NEW: NATO officer: Crossing would be latest sign of "Russia's aggression," destabilizing efforts
Ukraine official: Russia's military sent an "armored column" across border into Ukraine
Another Ukrainian official says this includes 32 tanks, 30 KamAZ trucks, 16 howitzers
Russia blasts reports of its troop movements near Ukraine as unfounded and "provocative"
Amid rising tensions and fresh violence, Ukrainian authorities on Friday accused Russia of sending dozens of its military vehicles into its territory – though the Kremlin have knocked down such reports as unfounded and “provocative.”
At a briefing Friday, Ukrainian defense spokesman Andriy Lysenko said that 32 tanks, 16 D-30 howitzers and 30 KamAZ heavy trucks crossed past a border checkpoint and headed toward the volatile Luhansk region on Thursday.
Another Ukrainian official, Dmytro Tymchuk, alleged the “armored column” consisted of “a battalion tactical group of the Russian Armed Forces,” also according to Ukrinform state news agency.
A NATO military officer said Friday that the alliance – which doesn’t include Ukraine but does include several of its neighbors – is looking into these reports and knows of an increase in Russian troops and equipment on its eastern border.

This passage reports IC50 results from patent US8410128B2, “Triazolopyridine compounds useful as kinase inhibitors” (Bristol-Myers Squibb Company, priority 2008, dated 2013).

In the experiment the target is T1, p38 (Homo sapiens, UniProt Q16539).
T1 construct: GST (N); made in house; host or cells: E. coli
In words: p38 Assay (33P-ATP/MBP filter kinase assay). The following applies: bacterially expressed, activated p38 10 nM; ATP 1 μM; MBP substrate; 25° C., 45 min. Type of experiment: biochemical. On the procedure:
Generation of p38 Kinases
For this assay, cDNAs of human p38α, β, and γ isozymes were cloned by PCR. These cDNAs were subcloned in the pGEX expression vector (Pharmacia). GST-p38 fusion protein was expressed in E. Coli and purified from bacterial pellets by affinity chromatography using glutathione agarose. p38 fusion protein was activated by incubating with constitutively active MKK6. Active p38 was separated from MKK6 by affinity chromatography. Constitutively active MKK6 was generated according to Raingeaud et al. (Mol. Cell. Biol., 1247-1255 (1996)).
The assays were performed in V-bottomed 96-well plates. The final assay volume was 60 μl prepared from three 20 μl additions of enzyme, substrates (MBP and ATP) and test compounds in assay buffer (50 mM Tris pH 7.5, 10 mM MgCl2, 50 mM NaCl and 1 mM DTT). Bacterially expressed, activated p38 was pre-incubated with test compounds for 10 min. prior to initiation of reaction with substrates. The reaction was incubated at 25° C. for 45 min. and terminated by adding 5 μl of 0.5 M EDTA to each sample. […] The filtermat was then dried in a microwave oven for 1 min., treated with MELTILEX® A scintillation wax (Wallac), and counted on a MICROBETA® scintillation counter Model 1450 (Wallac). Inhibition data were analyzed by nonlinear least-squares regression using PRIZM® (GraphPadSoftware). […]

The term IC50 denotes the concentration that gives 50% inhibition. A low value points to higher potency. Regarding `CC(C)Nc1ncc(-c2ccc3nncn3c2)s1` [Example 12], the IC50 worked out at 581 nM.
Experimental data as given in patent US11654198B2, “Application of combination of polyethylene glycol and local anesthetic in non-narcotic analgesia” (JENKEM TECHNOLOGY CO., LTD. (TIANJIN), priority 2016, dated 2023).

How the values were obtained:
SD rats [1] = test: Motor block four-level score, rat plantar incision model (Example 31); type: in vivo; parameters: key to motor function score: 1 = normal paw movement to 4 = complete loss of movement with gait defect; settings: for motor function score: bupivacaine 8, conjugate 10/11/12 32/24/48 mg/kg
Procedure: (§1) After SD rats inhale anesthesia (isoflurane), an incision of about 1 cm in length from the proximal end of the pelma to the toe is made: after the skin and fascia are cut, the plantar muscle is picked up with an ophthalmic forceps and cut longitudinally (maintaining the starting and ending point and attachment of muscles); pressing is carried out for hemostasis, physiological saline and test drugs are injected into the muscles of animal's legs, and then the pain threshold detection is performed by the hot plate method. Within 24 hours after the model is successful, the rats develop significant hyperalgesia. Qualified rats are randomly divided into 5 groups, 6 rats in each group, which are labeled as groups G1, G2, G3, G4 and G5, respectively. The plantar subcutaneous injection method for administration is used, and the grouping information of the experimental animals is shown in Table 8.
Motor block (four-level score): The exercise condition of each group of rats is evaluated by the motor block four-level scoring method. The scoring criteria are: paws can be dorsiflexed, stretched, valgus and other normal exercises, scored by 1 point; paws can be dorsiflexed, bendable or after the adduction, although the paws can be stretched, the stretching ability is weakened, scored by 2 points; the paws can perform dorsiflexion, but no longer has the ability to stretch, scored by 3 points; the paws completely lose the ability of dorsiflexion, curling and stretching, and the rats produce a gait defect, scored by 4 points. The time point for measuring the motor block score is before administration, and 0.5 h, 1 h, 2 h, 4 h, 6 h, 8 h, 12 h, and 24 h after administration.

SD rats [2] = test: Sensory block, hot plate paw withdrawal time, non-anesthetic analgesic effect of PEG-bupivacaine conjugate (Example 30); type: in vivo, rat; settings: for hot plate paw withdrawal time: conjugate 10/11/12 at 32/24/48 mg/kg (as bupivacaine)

“If this crossing into Ukraine is confirmed, it would be further evidence of Russia’s aggression and direct involvement in destabilizing Ukraine,” the officer said.
Earlier this week, Canadian Foreign Minister John Baird said that he was “deeply concerned by reports of Russian troops moving closer to the border of Ukraine,” calling such movement “provocative” and “further proof that the Kremlin only seeks to hamper the peace process in Ukraine.”
On Friday, a Russian defense ministry official quoted by the country’s state-run TASS news agency criticized what he called “all such provocative reports aimed at further fueling of tension(s).” The official claimed that a single source had made up the Russian troop movement sightings, reports that have also showed up as “rumors in social networks.”
Wherever the truth lies, southeastern Ukraine itself remains very unsettled – with separatists claiming control over some of the region, despite the efforts of Ukraine’s central government in Kiev.
Those leaders in Kiev have accused Moscow of fomenting the rebellion, in part by aiding the separatists’ militarily and even sending its own troops into Ukraine to take part in the fight. Kremlin officials have consistently denied such claims and accused Kiev authorities of stirring up further unrest.
The violence in the region has ebbed and flowed over the past few months, though it’s never gone away.
In fact, Lysenko told reporters Friday that five Ukrainian soldiers had been killed and 16 more wounded in Donbas over a recent 24-hour stretch.
And Tymchuk said that rebels have been shelling security forces beyond that as well, including 15 recent attacks around Debaltseve, 12 around Donetsk, 10 around Pervomaisky and seven around Luhansk.